Zero Trust strategy—what good looks like

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Zero Trust has managed to both inspire and confuse the cybersecurity industry at the same time. A significant reason for the confusion is that Zero Trust isn’t a specific technology, but a security strategy (and arguably the first formal strategy, as I recently heard Dr. Chase Cunningham, Principal Analyst at Forrester, aptly point out).

Microsoft believes that the Zero Trust strategy should be woven throughout your organization’s architectures, technology selections, operational processes, as well as the throughout the culture of your organization and mindset of your people.

Zero Trust will build on many of your existing security investments, so you may already have made progress on this journey. Microsoft is publishing learnings and guidance from many perspectives to help organizations understand, anticipate, and manage the implications of this new strategy. This guidance will continue to grow as we learn more. A few highlights include:

In previous posts of this series, we described Microsoft’s vision for an optimal Zero Trust model and the journey of our own IT organization from a classic enterprise security to Zero Trust. Today, we focus on what a good strategy looks like and recommended prioritization (with a bit of history for context).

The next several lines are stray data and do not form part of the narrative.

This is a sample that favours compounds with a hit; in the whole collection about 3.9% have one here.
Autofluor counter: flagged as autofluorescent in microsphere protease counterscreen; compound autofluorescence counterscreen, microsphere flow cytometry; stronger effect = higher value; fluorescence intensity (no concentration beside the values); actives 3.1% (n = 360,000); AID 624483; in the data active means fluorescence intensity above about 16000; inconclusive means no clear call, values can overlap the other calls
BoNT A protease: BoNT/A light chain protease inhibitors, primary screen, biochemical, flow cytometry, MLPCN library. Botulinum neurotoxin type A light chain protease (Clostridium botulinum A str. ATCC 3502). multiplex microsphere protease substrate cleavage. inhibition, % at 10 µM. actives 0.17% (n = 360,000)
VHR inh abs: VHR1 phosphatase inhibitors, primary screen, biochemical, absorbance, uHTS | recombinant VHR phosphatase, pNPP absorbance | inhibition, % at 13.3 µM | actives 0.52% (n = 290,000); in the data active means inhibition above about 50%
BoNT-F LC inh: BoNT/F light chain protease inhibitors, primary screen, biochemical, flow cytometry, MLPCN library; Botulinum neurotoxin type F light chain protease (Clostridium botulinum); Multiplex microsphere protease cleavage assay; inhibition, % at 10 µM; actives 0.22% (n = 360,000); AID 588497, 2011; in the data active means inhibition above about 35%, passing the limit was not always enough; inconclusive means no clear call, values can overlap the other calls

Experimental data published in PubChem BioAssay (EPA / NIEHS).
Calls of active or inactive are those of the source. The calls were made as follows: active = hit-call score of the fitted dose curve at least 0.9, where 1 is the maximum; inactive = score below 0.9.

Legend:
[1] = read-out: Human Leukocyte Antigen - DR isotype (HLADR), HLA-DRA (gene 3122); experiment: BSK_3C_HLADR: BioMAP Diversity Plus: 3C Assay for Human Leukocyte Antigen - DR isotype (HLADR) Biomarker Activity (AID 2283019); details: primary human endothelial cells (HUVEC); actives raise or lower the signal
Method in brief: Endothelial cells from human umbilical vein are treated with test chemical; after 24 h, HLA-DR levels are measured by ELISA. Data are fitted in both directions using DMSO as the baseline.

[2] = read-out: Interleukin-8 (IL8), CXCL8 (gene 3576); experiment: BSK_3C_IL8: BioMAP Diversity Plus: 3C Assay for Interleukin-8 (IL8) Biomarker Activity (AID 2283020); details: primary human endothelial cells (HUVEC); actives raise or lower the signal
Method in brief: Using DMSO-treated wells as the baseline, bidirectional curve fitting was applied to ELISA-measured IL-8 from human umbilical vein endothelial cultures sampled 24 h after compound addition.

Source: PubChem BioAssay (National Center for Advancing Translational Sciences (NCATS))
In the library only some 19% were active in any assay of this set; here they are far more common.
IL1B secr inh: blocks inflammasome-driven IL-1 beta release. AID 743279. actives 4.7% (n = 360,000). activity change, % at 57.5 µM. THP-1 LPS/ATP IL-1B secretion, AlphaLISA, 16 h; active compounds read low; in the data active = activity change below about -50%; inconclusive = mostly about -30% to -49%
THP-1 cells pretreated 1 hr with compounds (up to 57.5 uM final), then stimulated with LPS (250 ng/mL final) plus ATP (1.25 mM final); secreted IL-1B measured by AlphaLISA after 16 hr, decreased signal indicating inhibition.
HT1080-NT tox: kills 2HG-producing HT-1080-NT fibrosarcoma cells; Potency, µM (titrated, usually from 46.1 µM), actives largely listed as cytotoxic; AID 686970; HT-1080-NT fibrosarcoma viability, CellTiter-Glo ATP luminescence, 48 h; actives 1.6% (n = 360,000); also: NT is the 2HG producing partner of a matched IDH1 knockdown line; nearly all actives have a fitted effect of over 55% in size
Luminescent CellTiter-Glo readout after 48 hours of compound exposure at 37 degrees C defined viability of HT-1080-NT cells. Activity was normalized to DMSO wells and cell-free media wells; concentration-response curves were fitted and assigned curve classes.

Zero Trust security continuously validates trustworthiness of each entity in your enterprise (identities, applications and services, devices) starting each with a trust level of zero.

Evolution of security strategy

The central challenge of cybersecurity is that the IT environment we defend is highly complex, leading security departments (often with limited budgets/resources) to find efficient ways to mitigate risk of advanced, intelligent, and continuously evolving attackers.

Most enterprises started with the use of a “trusted enterprise network,” but have since found fundamental limitations of that broad trust approach. This creates a natural pressure to remove the “shortcut” of a trusted enterprise network and do the hard work of measuring and acting on the trustworthiness of each entity.